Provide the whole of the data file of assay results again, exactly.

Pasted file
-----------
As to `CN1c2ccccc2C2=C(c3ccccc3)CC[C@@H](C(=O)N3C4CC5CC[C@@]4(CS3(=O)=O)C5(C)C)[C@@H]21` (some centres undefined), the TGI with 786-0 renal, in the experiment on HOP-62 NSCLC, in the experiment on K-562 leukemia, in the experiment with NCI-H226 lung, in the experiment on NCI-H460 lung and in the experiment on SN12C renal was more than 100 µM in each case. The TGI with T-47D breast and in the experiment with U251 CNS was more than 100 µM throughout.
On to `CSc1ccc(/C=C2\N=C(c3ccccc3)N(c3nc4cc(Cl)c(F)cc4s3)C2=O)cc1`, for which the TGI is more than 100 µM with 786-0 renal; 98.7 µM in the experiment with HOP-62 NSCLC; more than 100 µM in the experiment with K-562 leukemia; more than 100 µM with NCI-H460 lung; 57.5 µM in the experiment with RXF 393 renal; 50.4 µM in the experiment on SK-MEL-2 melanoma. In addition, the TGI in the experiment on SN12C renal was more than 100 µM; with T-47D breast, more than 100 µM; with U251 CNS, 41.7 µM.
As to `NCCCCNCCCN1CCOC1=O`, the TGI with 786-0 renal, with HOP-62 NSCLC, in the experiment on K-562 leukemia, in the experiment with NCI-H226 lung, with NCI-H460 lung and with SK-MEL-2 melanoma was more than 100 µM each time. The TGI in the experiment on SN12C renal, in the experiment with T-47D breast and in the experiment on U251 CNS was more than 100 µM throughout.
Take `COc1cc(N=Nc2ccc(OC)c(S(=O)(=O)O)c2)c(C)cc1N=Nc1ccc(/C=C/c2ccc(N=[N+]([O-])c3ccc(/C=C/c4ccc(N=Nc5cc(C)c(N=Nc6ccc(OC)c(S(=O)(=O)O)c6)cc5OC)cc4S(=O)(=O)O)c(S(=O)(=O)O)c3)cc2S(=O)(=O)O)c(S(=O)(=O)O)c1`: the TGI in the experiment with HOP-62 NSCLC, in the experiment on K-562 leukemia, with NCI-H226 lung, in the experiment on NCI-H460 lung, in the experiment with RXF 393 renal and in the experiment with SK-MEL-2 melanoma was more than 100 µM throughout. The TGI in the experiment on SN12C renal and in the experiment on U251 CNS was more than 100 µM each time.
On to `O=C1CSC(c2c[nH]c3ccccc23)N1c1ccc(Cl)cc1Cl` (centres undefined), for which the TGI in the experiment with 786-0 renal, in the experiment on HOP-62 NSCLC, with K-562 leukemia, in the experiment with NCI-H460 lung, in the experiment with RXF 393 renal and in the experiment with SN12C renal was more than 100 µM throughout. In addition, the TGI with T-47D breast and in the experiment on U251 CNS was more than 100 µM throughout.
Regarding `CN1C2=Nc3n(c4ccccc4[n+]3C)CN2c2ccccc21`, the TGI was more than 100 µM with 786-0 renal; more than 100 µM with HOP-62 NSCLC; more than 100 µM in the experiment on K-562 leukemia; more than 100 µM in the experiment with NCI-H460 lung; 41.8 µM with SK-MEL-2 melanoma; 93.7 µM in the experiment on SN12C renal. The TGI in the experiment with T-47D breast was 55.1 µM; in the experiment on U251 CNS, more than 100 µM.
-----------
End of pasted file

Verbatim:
As to `CN1c2ccccc2C2=C(c3ccccc3)CC[C@@H](C(=O)N3C4CC5CC[C@@]4(CS3(=O)=O)C5(C)C)[C@@H]21` (some centres undefined), the TGI with 786-0 renal, in the experiment on HOP-62 NSCLC, in the experiment on K-562 leukemia, in the experiment with NCI-H226 lung, in the experiment on NCI-H460 lung and in the experiment on SN12C renal was more than 100 µM in each case. The TGI with T-47D breast and in the experiment with U251 CNS was more than 100 µM throughout.
On to `CSc1ccc(/C=C2\N=C(c3ccccc3)N(c3nc4cc(Cl)c(F)cc4s3)C2=O)cc1`, for which the TGI is more than 100 µM with 786-0 renal; 98.7 µM in the experiment with HOP-62 NSCLC; more than 100 µM in the experiment with K-562 leukemia; more than 100 µM with NCI-H460 lung; 57.5 µM in the experiment with RXF 393 renal; 50.4 µM in the experiment on SK-MEL-2 melanoma. In addition, the TGI in the experiment on SN12C renal was more than 100 µM; with T-47D breast, more than 100 µM; with U251 CNS, 41.7 µM.
As to `NCCCCNCCCN1CCOC1=O`, the TGI with 786-0 renal, with HOP-62 NSCLC, in the experiment on K-562 leukemia, in the experiment with NCI-H226 lung, with NCI-H460 lung and with SK-MEL-2 melanoma was more than 100 µM each time. The TGI in the experiment on SN12C renal, in the experiment with T-47D breast and in the experiment on U251 CNS was more than 100 µM throughout.
Take `COc1cc(N=Nc2ccc(OC)c(S(=O)(=O)O)c2)c(C)cc1N=Nc1ccc(/C=C/c2ccc(N=[N+]([O-])c3ccc(/C=C/c4ccc(N=Nc5cc(C)c(N=Nc6ccc(OC)c(S(=O)(=O)O)c6)cc5OC)cc4S(=O)(=O)O)c(S(=O)(=O)O)c3)cc2S(=O)(=O)O)c(S(=O)(=O)O)c1`: the TGI in the experiment with HOP-62 NSCLC, in the experiment on K-562 leukemia, with NCI-H226 lung, in the experiment on NCI-H460 lung, in the experiment with RXF 393 renal and in the experiment with SK-MEL-2 melanoma was more than 100 µM throughout. The TGI in the experiment on SN12C renal and in the experiment on U251 CNS was more than 100 µM each time.
On to `O=C1CSC(c2c[nH]c3ccccc23)N1c1ccc(Cl)cc1Cl` (centres undefined), for which the TGI in the experiment with 786-0 renal, in the experiment on HOP-62 NSCLC, with K-562 leukemia, in the experiment with NCI-H460 lung, in the experiment with RXF 393 renal and in the experiment with SN12C renal was more than 100 µM throughout. In addition, the TGI with T-47D breast and in the experiment on U251 CNS was more than 100 µM throughout.
Regarding `CN1C2=Nc3n(c4ccccc4[n+]3C)CN2c2ccccc21`, the TGI was more than 100 µM with 786-0 renal; more than 100 µM with HOP-62 NSCLC; more than 100 µM in the experiment on K-562 leukemia; more than 100 µM in the experiment with NCI-H460 lung; 41.8 µM with SK-MEL-2 melanoma; 93.7 µM in the experiment on SN12C renal. The TGI in the experiment with T-47D breast was 55.1 µM; in the experiment on U251 CNS, more than 100 µM.